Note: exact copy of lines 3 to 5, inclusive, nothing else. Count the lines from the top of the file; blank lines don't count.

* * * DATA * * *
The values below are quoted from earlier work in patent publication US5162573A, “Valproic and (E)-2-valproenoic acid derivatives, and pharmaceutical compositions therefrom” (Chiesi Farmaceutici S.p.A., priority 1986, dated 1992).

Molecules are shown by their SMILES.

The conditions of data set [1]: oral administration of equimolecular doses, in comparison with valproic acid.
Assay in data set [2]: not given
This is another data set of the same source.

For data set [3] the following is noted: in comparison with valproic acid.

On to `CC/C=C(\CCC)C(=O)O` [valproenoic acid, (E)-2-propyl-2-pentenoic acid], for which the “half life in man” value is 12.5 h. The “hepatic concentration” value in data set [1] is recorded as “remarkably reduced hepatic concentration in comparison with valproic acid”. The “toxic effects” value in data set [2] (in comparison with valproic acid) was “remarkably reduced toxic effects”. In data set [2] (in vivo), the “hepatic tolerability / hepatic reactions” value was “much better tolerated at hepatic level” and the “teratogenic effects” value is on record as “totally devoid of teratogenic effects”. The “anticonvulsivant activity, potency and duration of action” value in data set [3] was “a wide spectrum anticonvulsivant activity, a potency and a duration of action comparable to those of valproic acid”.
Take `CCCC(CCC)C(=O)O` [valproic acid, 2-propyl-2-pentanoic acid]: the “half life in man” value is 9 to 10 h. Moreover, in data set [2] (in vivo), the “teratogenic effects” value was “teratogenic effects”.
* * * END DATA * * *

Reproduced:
The conditions of data set [1]: oral administration of equimolecular doses, in comparison with valproic acid.
Assay in data set [2]: not given
This is another data set of the same source.